Billy Lynn’s Long Halftime Walk by Ben Fountain
Reading Challenge: A book that’s becoming a movie this year
Fun trivia fact about your blogger hostess: a large chunk of this book was read while listening to Dire Straits’ “Brothers in Arms” on loop. I’m currently obsessed with that song (my obsessions are rarely if ever timely), but it did occur to me while listening that in spite of a shared overarching theme the song actually doesn’t suit this book that well. Setting aside the David Bowie choice of my title, the Dire Straits song that actually matches the book is definitely “Money for Nothing.”
This is the most American book I have ever read.
That is, a certain type of America. The “money for nothing and the chicks for free” mentality-type American. The Texas guns-and-Jesus-and-‘Murica type American. The kind of America that commodifies young women into their body parts and praises young men at war without understanding or providing them with anything they actually need when they get home. Football. Spectacle. Thanksgiving. America.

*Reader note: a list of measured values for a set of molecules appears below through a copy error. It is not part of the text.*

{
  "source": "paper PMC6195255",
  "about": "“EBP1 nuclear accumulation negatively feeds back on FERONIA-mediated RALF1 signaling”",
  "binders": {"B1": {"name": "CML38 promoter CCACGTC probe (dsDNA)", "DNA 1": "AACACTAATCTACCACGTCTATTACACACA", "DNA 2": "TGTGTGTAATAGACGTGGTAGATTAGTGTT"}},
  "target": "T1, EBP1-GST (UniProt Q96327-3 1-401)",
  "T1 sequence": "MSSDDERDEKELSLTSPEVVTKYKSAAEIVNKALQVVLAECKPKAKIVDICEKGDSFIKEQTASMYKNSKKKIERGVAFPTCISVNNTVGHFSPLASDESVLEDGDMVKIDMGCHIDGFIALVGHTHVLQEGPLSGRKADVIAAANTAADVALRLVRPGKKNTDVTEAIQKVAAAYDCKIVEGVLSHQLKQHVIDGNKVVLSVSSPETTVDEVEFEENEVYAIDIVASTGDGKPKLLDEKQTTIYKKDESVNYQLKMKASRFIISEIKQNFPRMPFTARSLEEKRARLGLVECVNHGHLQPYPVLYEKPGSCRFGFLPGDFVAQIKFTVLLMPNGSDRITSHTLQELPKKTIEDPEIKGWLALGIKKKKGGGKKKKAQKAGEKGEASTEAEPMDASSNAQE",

The book takes place more or less over a single Thanksgiving day in the early days of Iraq Part II (with flashbacks) from the perspective of 19 year-old war hero Billy Lynn. I was dying to say the stream-of-consciousness and the single-day thing reminded me of Virginia Woolf, but damn it, I haven’t read any. Someone who has can enlighten me.
Anyway, Billy and his Bravo squad are part of a victory tour before returning overseas, after their heroics in battle were captured by a news crew and garnered medals. Everyone at the stadium wants a piece of them (that commodification again) and nobody really stops to consider what they might actually need. Their stumbles from one stop to another are picaresque, hilarious and tragic, and get repetitive after a while (on purpose, one can only assume) before getting to the actual halftime show. That’s definitely the best chapter of the book, which I don’t want to spoil for you (although it looks like the trailer for the movie coming out this year might have sort of already done that, but if you haven’t read the book you might not see everything that’s going on there).
You know what? It’s a good book. This reading challenge is getting me to read a lot of good books. But this is also the latest in a series of books I admire without really loving. Once again, well done, full marks, but just not my book.
Recommended pairing: God, they drink so much in this book, I kind of want to recommend a soda. But you know what? This book is full of people talking about how cold it is at 34 degrees. How about a Harpoon Winter Warmer to warm your toesies, little babies?